Species Specific Nutrition

By Dr. Jeannie Thomason Certified Animal Naturopath & co-founder of American Council of Animal Naturopathy

Nutrition is the foundation of health for our animals (and ourselves).

I believe what we choose to feed the animals under our stewardship is the most important decision we will ever make for them. Proper nutrition directly influences every aspect of our companion animal’s life. Things like how they grow, their behavior, health, overall emotional and physical well-being and even appearance are all closely connected to the nutrition we provide – it’s a big responsibility.

So many people want to share their lives with domestic animals but honestly know very little about them and their unique species requirements that need to be met to live a long healthy life with us. It is so easy to just go buy a sack of pellets for our horse or a bag of kibble for our cats and dogs – they even have pelleted bird food now for our pet parrots! However, we need to ask ourselves why we are feeding this de-natured, processed garbage to the animals that are so important to us, that we claim to love like our own children. Is this what their digestive system was designed to eat? Is it really what’s best for them?

Let’s face it, without proper nutrition every virus, every allergen, every parasite, every bacterium, and every fungus are made all the more pervasive, powerful, and dangerous. Not because they are strengthened in any way, but because the body’s ability to remain balanced and strong enough to fight them off is dramatically suppressed.

The natural defense against all these things – the animal’s own natural immune system – is dependent on proper nutrition to maintain balance and adequate protection against invasion. With proper nutrition, there is a huge decrease in the need for things like antibiotics, vaccines, and parasiticides (in reality there is virtually never a need for any of these toxins).

Species Appropriate Nutrition

Any discussion of animal nutrition needs to start with one basic premise – different species have different nutritional requirements. Dogs, all dogs – no matter what the breed – are carnivores not omnivores. The assumption that dogs are omnivores remains to be proven, whereas the truth about dogs being carnivores is very well-supported by the evidence available to us. Of course cats are carnivores as well and horses are herbivores.

All dietary decisions for our companion animals must conform to feeding and caring for them as the species they are and fed appropriately. This is not something we can change to suit our own likes, needs and beliefs.

Animals do not eat cooked or processed food in nature. There are eighty million species of life on the earth, (about 700,000 of which are animals) and they all thrive on raw food. In fact, humans are the only ones that apply heat to what they eat. Humans on average as a race, die at or below half their potential life span of chronic illness that are largely diet and lifestyle related. Domesticated animals have also been wrongly fed cooked, processed, packaged food that likewise is denatured by heat. As a consequence, they suffer with human-like chronic ailments including diabetes, pancreatitis, cancer, arthritis and other degenerative and auto- immune diseases.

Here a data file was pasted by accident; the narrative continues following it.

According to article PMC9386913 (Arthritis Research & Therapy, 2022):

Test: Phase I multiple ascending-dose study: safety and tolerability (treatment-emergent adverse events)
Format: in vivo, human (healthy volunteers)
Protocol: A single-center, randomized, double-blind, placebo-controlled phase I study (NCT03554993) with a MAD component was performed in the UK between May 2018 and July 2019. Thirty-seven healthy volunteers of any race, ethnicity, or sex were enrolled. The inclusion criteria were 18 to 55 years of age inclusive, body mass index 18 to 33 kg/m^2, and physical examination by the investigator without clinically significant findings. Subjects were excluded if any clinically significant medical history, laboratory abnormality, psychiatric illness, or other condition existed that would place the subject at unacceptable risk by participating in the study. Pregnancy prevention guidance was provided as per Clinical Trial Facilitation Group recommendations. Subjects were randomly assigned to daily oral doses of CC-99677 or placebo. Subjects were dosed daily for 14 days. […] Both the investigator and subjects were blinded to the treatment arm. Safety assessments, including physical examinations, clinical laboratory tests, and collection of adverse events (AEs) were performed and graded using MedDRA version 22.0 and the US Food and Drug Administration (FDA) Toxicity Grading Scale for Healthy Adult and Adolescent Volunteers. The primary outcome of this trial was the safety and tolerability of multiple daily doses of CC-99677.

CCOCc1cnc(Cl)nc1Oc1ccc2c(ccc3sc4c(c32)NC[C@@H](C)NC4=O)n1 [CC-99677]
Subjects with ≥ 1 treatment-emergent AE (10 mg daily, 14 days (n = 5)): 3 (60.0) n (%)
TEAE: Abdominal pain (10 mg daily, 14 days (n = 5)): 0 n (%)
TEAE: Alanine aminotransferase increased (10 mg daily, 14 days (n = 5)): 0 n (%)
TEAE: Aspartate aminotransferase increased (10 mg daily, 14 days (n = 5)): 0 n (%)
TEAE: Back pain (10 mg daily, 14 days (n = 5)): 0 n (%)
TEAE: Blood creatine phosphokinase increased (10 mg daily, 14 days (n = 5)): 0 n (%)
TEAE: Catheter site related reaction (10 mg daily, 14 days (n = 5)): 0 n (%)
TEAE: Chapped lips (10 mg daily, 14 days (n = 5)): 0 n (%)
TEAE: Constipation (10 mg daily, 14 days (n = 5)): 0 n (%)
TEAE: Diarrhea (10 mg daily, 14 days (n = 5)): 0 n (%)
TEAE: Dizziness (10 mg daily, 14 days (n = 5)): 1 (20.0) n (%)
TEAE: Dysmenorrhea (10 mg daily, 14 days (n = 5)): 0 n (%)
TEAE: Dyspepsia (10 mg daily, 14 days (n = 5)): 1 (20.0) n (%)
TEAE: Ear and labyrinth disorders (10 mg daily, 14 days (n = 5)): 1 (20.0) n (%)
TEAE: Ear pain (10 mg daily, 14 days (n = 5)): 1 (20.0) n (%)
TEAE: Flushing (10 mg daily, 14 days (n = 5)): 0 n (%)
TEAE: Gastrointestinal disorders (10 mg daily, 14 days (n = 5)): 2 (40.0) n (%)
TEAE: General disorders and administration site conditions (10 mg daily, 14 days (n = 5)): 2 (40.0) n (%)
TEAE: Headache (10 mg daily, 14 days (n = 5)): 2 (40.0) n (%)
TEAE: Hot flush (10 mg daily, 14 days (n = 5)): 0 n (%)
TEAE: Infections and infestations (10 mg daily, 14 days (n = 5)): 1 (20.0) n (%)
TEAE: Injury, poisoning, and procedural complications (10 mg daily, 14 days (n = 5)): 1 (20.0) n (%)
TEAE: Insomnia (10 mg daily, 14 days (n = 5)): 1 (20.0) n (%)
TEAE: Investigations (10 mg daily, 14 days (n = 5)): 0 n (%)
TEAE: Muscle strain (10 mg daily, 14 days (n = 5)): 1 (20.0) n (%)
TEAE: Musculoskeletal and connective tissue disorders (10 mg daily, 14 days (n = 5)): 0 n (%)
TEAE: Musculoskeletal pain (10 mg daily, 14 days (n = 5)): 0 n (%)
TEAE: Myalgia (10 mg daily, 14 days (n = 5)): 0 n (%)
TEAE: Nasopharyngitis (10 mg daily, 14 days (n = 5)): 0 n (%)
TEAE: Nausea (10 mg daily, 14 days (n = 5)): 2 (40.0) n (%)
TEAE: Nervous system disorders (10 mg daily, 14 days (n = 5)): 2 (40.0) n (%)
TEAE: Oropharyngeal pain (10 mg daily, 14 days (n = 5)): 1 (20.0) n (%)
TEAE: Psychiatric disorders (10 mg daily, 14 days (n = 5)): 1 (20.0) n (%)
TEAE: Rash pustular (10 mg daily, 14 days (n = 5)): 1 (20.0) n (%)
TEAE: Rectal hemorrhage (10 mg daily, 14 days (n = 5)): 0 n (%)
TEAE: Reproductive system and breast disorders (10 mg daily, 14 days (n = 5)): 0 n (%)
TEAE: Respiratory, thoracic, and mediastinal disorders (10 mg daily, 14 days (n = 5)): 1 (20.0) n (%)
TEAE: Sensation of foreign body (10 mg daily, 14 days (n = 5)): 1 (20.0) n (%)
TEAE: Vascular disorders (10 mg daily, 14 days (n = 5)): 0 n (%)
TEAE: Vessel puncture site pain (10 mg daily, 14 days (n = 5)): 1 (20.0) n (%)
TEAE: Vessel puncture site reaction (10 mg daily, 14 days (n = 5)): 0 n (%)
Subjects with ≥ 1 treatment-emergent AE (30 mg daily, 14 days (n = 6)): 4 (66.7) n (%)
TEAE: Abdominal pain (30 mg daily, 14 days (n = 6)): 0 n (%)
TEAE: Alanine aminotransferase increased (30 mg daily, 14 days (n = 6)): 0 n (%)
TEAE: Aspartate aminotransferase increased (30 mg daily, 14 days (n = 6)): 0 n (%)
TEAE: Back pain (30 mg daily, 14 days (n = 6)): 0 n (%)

The different animal species living in their natural (once pristine) environment tend to live seven times past their age of maturity. Not so in our domestic environments feeding processed/cooked foods.

Heating or cooking foods denatures protein, destroys enzymes and alters the structure of the food rendering it void of nutrition and often carcinogenic.

According to Encyclopedia Britannica, denaturation is a modification of the molecular structure of protein by heat or by an acid, an alkali, or ultraviolet radiation that destroys or diminishes its original properties and biological activity.

Denaturation alters protein and makes it unusable or less usable. According to Britannica, protein molecules are readily altered by heat: “Unlike simple organic molecules, the physical and chemical properties of protein are markedly altered when the substance is just boiled in water. Further all of the agents able to cause denaturation are able to break the secondary bonds that hold the chains in place. Once these weak bonds are broken, the molecule falls into a disorganized tangle devoid of biological function.”

Dr. Kouchakoff of Switzerland conducted over 300 detailed experiments, which pinpointed the pathogenic nature of cooked and processed foods. Food heated to temperatures of just 120 to 190 degrees F (a range usually relegated to warming rather than cooking which, nevertheless, destroys all enzymes) causes leukocytosis in the body. Leukocytosis is a term applied to an abnormally high white corpuscle count. Within a short time after eating food cooked at these low temperatures, white corpuscle counts tripled in the participants of Dr. Kouchakoff experiments.

What is most healthy for our pets? What is best for the pets we are responsible for? What’s in it for the animal? We must be guided by this imperative when making decisions about our companion animals’ diet.

This is just a little taste of what you can learn in our Carnivore and/or Equine Nutrition Classes at the American Council of Animal Naturopathy.